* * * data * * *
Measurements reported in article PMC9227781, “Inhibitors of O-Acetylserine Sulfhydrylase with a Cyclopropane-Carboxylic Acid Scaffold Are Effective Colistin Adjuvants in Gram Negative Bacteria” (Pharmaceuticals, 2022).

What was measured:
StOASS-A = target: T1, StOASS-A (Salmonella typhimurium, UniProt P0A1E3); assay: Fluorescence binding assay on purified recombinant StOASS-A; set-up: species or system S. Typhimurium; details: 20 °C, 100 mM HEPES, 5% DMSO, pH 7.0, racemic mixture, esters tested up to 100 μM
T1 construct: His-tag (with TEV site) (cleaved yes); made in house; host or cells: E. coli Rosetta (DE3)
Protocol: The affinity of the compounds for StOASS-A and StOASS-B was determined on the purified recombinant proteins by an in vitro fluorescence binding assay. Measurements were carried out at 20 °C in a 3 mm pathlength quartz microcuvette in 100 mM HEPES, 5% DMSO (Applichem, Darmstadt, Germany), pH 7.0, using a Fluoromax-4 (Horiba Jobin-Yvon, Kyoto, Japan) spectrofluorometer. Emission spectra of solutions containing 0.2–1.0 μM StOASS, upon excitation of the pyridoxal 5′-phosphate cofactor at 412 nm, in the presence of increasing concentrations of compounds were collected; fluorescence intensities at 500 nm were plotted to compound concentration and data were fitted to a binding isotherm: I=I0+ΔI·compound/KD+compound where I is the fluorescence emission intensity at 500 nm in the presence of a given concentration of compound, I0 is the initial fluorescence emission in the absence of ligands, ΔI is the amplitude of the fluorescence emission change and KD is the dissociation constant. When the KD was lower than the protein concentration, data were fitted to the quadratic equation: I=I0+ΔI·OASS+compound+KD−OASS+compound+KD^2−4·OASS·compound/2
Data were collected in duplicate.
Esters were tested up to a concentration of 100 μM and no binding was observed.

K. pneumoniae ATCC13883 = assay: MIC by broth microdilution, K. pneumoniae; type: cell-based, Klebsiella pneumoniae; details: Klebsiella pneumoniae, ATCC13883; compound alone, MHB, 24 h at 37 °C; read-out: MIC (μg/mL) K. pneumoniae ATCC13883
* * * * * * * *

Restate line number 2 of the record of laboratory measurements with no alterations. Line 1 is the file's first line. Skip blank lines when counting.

What was measured: